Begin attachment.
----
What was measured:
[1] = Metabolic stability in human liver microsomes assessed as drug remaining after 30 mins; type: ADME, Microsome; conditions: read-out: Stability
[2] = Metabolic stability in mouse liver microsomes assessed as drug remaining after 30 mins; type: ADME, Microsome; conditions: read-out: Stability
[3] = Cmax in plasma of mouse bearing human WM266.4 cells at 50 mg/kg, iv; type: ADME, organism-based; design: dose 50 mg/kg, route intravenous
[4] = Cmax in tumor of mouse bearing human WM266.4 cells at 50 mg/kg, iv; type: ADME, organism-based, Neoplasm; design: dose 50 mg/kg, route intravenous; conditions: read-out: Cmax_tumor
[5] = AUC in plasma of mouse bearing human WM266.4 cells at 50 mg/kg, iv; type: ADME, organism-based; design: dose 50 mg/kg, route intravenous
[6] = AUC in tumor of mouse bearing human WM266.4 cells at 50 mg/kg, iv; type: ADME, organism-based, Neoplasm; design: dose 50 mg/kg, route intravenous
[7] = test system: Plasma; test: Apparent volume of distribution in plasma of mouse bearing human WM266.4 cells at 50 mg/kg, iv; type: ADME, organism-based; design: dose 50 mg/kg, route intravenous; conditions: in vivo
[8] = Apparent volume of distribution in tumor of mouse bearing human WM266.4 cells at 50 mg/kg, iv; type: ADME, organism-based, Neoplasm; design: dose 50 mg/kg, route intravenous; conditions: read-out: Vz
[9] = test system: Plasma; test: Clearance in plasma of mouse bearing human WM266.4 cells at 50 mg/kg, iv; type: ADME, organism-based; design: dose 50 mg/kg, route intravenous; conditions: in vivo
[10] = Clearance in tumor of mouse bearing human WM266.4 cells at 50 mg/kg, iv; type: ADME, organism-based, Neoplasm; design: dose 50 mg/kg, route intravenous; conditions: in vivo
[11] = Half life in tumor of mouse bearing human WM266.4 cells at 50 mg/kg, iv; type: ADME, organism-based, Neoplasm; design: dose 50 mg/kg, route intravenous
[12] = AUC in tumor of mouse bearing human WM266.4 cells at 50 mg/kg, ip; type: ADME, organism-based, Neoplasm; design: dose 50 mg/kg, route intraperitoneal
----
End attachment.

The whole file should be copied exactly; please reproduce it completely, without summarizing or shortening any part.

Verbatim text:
What was measured:
[1] = Metabolic stability in human liver microsomes assessed as drug remaining after 30 mins; type: ADME, Microsome; conditions: read-out: Stability
[2] = Metabolic stability in mouse liver microsomes assessed as drug remaining after 30 mins; type: ADME, Microsome; conditions: read-out: Stability
[3] = Cmax in plasma of mouse bearing human WM266.4 cells at 50 mg/kg, iv; type: ADME, organism-based; design: dose 50 mg/kg, route intravenous
[4] = Cmax in tumor of mouse bearing human WM266.4 cells at 50 mg/kg, iv; type: ADME, organism-based, Neoplasm; design: dose 50 mg/kg, route intravenous; conditions: read-out: Cmax_tumor
[5] = AUC in plasma of mouse bearing human WM266.4 cells at 50 mg/kg, iv; type: ADME, organism-based; design: dose 50 mg/kg, route intravenous
[6] = AUC in tumor of mouse bearing human WM266.4 cells at 50 mg/kg, iv; type: ADME, organism-based, Neoplasm; design: dose 50 mg/kg, route intravenous
[7] = test system: Plasma; test: Apparent volume of distribution in plasma of mouse bearing human WM266.4 cells at 50 mg/kg, iv; type: ADME, organism-based; design: dose 50 mg/kg, route intravenous; conditions: in vivo
[8] = Apparent volume of distribution in tumor of mouse bearing human WM266.4 cells at 50 mg/kg, iv; type: ADME, organism-based, Neoplasm; design: dose 50 mg/kg, route intravenous; conditions: read-out: Vz
[9] = test system: Plasma; test: Clearance in plasma of mouse bearing human WM266.4 cells at 50 mg/kg, iv; type: ADME, organism-based; design: dose 50 mg/kg, route intravenous; conditions: in vivo
[10] = Clearance in tumor of mouse bearing human WM266.4 cells at 50 mg/kg, iv; type: ADME, organism-based, Neoplasm; design: dose 50 mg/kg, route intravenous; conditions: in vivo
[11] = Half life in tumor of mouse bearing human WM266.4 cells at 50 mg/kg, iv; type: ADME, organism-based, Neoplasm; design: dose 50 mg/kg, route intravenous
[12] = AUC in tumor of mouse bearing human WM266.4 cells at 50 mg/kg, ip; type: ADME, organism-based, Neoplasm; design: dose 50 mg/kg, route intraperitoneal